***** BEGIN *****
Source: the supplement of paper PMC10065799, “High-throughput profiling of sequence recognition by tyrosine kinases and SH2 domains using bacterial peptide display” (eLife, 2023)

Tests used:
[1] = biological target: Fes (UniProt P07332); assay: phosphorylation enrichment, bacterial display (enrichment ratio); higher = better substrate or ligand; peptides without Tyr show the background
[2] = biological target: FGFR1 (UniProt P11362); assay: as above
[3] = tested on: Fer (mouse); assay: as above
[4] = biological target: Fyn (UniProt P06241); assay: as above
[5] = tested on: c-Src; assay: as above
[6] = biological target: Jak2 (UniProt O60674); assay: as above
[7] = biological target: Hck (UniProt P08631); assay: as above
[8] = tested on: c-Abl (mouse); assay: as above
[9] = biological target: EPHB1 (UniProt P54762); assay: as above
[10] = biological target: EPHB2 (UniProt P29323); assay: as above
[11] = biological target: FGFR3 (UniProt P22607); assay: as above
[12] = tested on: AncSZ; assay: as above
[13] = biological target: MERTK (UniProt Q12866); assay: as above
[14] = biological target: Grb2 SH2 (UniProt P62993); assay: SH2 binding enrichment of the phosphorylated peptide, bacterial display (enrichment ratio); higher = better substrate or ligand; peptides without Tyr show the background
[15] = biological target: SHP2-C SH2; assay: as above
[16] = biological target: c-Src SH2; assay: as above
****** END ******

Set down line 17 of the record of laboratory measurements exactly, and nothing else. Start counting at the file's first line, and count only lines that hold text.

[15] = biological target: SHP2-C SH2; assay: as above